Samsung on Tuesday announced that it had developed a way to improve Lithium-Ion batteries with its new material called graphene balls. The company says that batteries featuring the new material charge five times faster than conventional Lithium-ion accumulators and enable a considerably higher volumetric energy density.

The new battery technology developed by Samsung SDI and its partners* uses the so-called graphene balls (a 3D structure synthesized from silicon dioxide, Si02) to cover a cathode and also as an anode material. Graphene balls on the cathode suppress damaging side reactions while also providing efficient conductive pathways. This enables faster charging (as graphene features 140 times faster electron mobility than silicon) and increases the number of cycles a cell can withstand. According to Samsung, a battery cell featuring graphene balls has a 27.6% higher volumetric energy density compared to a similar cell without graphene balls. Furthermore, the cell also retains 78.6% of its capacity after 500 cycles at between 5°C and 60°C.

Samsung articulates that graphene balls could enable batteries with up to 45% higher capacities (than contemporary batteries) that can charge in 12 minutes – or five times faster than today’s batteries, as Samsung puts it. However, what Samsung is not saying when it intends to use the technology for commercial applications. Incorporation of a new protective layer for cathode and switching anode material changes battery production technology, which generally affects costs. Meanwhile, Samsung claims that the graphene ball material is not expensive to produce using its new chemical vapor deposition (CVD) process. To grow graphene around SiO2 nanoparticles with diameters of 20–30 nm, Samsung feeds them into a furnace and feds methane (CH4) into it at 1000°C.

“Our research enables mass synthesis of multifunctional composite material graphene at an affordable price,” said Dr. Son In-hyuk, who led the project on behalf of SAIT*. “At the same time, we were able to considerably enhance the capabilities of lithium-ion batteries in an environment where the markets for mobile devices and electric vehicles is growing rapidly. Our commitment is to continuously explore and develop secondary battery technology in light of these trends.”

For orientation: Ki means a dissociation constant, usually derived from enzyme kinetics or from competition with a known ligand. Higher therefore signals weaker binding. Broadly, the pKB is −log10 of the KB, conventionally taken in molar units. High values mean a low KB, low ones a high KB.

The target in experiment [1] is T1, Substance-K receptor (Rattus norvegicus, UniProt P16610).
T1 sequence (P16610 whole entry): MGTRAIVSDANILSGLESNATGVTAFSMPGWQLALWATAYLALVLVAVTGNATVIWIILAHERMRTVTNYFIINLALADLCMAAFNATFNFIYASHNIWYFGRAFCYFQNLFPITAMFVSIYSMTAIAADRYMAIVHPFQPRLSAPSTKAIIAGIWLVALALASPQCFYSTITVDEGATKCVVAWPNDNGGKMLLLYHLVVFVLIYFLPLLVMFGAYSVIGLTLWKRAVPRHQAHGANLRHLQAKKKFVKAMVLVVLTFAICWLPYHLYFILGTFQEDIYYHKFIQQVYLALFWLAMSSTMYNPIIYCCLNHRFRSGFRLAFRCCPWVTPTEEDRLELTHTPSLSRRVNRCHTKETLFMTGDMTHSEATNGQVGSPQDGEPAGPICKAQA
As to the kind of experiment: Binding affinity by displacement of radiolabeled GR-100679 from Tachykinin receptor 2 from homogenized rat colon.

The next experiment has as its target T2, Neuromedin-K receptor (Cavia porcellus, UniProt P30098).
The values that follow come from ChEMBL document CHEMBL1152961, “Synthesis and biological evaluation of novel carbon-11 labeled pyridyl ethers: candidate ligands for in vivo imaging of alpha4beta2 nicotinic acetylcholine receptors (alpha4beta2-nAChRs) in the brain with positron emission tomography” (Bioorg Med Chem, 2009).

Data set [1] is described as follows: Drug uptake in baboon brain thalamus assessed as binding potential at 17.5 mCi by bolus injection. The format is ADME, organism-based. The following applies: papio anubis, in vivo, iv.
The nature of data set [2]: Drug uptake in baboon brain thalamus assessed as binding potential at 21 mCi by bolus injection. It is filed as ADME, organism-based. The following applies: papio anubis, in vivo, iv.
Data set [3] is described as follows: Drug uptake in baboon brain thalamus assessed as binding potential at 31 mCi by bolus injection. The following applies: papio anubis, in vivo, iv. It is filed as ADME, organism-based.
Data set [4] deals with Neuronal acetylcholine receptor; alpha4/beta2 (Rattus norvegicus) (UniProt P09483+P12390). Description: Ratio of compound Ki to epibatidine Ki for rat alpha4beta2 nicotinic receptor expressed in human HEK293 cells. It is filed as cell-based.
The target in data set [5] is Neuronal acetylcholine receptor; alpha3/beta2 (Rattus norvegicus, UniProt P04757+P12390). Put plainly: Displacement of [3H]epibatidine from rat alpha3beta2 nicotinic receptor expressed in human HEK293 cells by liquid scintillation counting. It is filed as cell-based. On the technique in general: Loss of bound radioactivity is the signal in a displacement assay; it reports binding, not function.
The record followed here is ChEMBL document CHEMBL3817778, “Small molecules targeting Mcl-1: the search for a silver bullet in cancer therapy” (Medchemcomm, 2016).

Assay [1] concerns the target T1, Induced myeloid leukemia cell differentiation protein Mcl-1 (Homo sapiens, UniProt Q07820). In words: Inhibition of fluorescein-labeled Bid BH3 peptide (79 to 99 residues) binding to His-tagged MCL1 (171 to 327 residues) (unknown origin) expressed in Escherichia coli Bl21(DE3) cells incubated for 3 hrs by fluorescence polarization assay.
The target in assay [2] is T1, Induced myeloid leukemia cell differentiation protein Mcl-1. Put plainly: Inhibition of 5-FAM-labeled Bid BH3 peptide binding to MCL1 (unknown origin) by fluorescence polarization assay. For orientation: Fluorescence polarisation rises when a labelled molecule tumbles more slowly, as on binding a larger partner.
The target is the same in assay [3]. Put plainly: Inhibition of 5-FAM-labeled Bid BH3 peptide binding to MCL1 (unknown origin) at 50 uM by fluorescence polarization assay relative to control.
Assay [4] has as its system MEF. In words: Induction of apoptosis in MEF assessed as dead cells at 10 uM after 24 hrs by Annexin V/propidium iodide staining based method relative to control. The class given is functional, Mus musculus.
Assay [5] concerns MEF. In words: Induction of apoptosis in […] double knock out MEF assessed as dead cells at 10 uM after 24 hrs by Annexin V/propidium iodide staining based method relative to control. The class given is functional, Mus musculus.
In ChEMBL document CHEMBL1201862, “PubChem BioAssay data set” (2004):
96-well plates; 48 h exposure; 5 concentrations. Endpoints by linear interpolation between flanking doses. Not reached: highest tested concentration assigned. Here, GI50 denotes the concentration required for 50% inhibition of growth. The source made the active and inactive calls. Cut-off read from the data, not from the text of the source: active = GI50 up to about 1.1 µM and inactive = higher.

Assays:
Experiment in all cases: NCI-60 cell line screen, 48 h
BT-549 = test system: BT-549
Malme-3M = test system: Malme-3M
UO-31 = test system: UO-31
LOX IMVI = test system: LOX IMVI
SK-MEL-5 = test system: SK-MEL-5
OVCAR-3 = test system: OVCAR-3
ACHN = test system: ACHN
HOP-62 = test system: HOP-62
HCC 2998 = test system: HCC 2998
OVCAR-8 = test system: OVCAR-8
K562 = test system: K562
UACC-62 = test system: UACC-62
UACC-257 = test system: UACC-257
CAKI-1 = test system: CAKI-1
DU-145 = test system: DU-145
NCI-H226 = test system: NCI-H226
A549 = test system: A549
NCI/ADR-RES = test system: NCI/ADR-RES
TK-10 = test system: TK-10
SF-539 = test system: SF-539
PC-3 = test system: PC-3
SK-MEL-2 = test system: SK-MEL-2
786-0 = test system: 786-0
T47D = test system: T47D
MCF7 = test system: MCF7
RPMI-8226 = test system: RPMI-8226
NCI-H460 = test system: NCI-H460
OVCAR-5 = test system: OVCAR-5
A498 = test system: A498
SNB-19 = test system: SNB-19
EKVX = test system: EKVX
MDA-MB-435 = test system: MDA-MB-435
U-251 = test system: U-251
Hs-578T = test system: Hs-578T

Samsung expects to use its Li-ion batteries featuring graphene balls for electric vehicles and various mobile devices. Since the improved batteries can handle temperatures of around 60°C, they are a good fit for both applications. The most important question is of course when exactly Samsung SDI plans to commercialize them. To that end, it is noteworthy that earlier this year an unnamed executive from Samsung SDI told a newspaper that the company would be able to produce solid-state batteries for smartphones sometimes in 2019.

*The new battery technology was co-developed by Samsung SDI (the company’s battery arm), Samsung Advanced Institute of Technology (SAIT) as well as Seoul National University’s School of Chemical and Biological Engineering.

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Sources: Samsung, Nature

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  • Frenetic Pony - Wednesday, November 29, 2017 - link

    It meets all the requirements of an actual product. Increased power density, increased energy density, enough cycle lifetime for smart devices if not cars. And it's being announced by a major battery manufacturer so they already have the capacity to make it.

    All you have done is smugly state "I am smarter than thou" without much of any justification or evidence for your claim. I'm sure even now you're feeling satisfied with yourself, telling off those internet people.
  • melgross - Wednesday, November 29, 2017 - link

    No, it doesn’t. An actual product, is, well you know, an actual product. Something that’s in a package, that we can buy, or is in another product. This is neither. It’s early, and I point out that it is early, research.

    The idea that this is anything other than a lab experiment at this time is wrong. Even the idea that these graphine balls can be inexpensively produced is nothing more than what they hope will be true if, and only if, they can get them manufactured reliably, which isn’t a sure thing.

    Keep in mind that over the past few years, we’ve read of a number of new, advanced batteries, only to have them die in the lab, because they couldn’t be produced. While I hope it’s not true for this too, it very well could be.
  • ImSpartacus - Wednesday, November 29, 2017 - link

    I'm more concerned with the "buy a GS8 on amazon!" link at the end of the article.

    Is this article sponsored or something?
  • Ryan Smith - Wednesday, November 29, 2017 - link

    "I'm more concerned with the "buy a GS8 on amazon!" link at the end of the article.

    Is this article sponsored or something? "

    No. Those are standard context-related shopping widgets that go into every article.
  • - Wednesday, November 29, 2017 - link

    Just use Adblock Plus. ;)
  • Lord of the Bored - Thursday, November 30, 2017 - link

    Or ublock, if you prefer your adblocker not also shake down advertisers for money so they can get through the adblocker.
  • CheapSushi - Wednesday, November 29, 2017 - link

    The comment section really needs a downvote feature, especially since this crud is the first thing people see and it adds absolutely nothing.
  • - Wednesday, November 29, 2017 - link

  • peevee - Thursday, November 30, 2017 - link

  • ZolaIII - Thursday, November 30, 2017 - link

    For once that I agree with you (at least most part).

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